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The Democratic Strategist

Political Strategy for a Permanent Democratic Majority

A Response to Deficit Hawk Fear-Mongering

Any Democrat called to challenge deficit hawk arguments against investing in jobs will find an excellent resource in Ari Berman’s article in The Nation, “How the Austerity Class Rules Washington.” Berman has distilled some of the better arguments from top progressive experts, begining with his stage-setting opener:

In September the Committee for a Responsible Federal Budget (CRFB), a bipartisan deficit-hawk group based at the New America Foundation, held a high-profile symposium urging the Congressional “supercommittee” to “go big” and approve a $4 trillion deficit reduction plan over the next decade, which is well beyond its $1.2 trillion mandate. The hearing began with an alarming video of top policy-makers describing the national debt as “the most serious threat that this country has ever had” (Alan Simpson) and “a threat to the whole idea of self-government” (Mitch Daniels). If the debt continues to rise, predicted former New Mexico Senator Pete Domenici, there would be “strikes, riots, who knows what?” A looming fiscal crisis was portrayed as being just around the corner.
The event spotlighted a central paradox in American politics over the past two years: how, in the midst of a massive unemployment crisis–when it’s painfully obvious that not enough jobs are being created and the public overwhelmingly wants policy-makers to focus on creating them–did the deficit emerge as the most pressing issue in the country? And why, when the global evidence clearly indicates that austerity measures will raise unemployment and hinder, not accelerate, growth, do advocates of austerity retain such distinction today?
An explanation can be found in the prominence of an influential and aggressive austerity class–an allegedly centrist coalition of politicians, wonks and pundits who are considered indisputably wise custodians of US economic policy. These “very serious people,” as New York Times columnist Paul Krugman wryly dubs them, have achieved what University of California, Berkeley, economist Brad DeLong calls “intellectual hegemony over the course of the debate in Washington, from 2009 until today.”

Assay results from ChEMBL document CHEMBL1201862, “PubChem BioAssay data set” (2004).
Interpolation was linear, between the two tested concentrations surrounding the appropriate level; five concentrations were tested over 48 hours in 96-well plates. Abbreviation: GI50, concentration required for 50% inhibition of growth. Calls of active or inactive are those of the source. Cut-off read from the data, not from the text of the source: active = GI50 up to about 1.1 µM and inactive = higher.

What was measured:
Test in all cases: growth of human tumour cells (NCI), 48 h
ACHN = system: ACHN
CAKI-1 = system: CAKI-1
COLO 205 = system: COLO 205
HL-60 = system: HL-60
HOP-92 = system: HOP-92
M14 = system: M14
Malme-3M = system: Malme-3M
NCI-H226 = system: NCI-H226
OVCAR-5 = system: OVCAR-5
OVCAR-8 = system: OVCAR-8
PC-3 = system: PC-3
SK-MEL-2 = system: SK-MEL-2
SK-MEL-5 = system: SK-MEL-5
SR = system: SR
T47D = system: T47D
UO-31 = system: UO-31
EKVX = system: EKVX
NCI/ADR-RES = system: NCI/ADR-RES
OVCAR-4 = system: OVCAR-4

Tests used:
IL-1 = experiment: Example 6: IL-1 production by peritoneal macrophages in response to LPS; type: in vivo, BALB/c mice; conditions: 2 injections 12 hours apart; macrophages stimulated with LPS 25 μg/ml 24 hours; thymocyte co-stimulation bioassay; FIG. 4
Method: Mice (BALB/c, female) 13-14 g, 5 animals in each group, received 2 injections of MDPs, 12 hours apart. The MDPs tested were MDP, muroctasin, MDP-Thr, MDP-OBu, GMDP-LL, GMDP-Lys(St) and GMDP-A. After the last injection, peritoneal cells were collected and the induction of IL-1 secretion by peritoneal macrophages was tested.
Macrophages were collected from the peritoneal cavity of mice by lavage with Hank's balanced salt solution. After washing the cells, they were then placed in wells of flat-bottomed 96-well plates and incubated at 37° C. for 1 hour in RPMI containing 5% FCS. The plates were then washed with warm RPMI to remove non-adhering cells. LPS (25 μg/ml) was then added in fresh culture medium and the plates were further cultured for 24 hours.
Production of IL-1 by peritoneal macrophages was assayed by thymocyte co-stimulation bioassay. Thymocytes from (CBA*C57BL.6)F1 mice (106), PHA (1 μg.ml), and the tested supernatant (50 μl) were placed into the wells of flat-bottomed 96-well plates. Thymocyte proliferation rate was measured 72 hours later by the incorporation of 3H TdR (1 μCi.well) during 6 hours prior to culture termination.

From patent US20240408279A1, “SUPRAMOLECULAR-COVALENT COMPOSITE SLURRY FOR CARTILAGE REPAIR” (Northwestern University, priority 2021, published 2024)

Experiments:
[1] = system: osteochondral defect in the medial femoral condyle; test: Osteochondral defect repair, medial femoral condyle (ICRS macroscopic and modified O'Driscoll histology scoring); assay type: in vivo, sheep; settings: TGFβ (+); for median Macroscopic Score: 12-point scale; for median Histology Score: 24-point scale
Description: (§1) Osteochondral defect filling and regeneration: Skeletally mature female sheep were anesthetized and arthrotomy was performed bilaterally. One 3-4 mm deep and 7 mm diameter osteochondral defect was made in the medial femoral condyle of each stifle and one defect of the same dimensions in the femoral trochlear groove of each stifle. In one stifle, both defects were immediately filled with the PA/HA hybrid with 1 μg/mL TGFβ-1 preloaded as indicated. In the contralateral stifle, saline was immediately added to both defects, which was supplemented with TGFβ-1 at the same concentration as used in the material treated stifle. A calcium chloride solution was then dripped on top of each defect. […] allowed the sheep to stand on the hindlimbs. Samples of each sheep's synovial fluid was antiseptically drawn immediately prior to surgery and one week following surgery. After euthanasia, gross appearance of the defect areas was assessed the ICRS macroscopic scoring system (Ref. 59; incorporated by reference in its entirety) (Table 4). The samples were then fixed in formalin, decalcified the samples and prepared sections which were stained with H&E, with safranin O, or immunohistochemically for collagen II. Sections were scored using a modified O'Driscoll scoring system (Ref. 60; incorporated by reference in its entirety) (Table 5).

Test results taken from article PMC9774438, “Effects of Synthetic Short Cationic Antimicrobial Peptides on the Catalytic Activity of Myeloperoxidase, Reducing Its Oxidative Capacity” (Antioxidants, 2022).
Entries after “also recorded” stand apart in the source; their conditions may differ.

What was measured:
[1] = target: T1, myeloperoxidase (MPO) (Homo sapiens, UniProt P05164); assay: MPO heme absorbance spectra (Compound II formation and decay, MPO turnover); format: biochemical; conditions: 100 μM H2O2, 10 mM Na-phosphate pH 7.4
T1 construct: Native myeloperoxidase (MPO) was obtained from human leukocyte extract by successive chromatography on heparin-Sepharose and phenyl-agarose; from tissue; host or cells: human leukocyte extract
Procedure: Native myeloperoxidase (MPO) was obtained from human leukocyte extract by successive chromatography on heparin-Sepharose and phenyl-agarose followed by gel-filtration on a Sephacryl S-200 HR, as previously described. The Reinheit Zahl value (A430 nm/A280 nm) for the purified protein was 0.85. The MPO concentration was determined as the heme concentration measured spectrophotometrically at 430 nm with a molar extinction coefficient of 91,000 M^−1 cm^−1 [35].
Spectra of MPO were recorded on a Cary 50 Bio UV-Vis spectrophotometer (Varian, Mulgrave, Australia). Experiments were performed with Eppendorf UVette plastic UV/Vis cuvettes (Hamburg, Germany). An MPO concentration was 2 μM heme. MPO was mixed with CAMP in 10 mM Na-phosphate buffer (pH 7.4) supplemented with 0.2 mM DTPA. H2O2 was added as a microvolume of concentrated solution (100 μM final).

Berman i.d.’s the deficit hawk elite spokespersons and organizations and then he describes how they leverage influence:

The austerity class testifies frequently before Congress, is quoted constantly in the media by sympathetic journalists and influences policy-makers and elites at the highest levels of power. They manufacture a center-right consensus by determining the parameters of acceptable debate and policy priorities, deciding who is and is not considered a respectable voice on fiscal matters. The “balanced” solutions they advocate are often wildly out of step with public opinion and reputable economic policy, yet their influence endures, thanks to an abundance of money, the ear of the media, the anti-Keynesian bias of supply-side economics and a political system consistently skewed to favor Wall Street over Main Street.
Taken together, the various strands of the austerity class form a reinforcing web that is difficult to break. Its think tanks and wonks produce a relentless stream of disturbing statistics warning of skyrocketing debt and looming bankruptcy, which in turn is trumpeted by politicians and the press and internalized by the public. Thus forms what Washington Post blogger Greg Sargent calls a Beltway Deficit Feedback Loop, wherein the hypothetical possibility of a US debt crisis somewhere in the future takes precedence over the very real jobs crisis now.

Behind all of their pretensions to fiscal rectitude, says Berman, “The goal of much of the austerity class is to see government funds redirected to the private sector.” Berman also faults some Democrats for embracing “deficit fetishism,” to use Nobel laureate Joe Stiglitz’s term, as enablers of the austerity class.
Their financial resources are extraordinary, as Berman explains: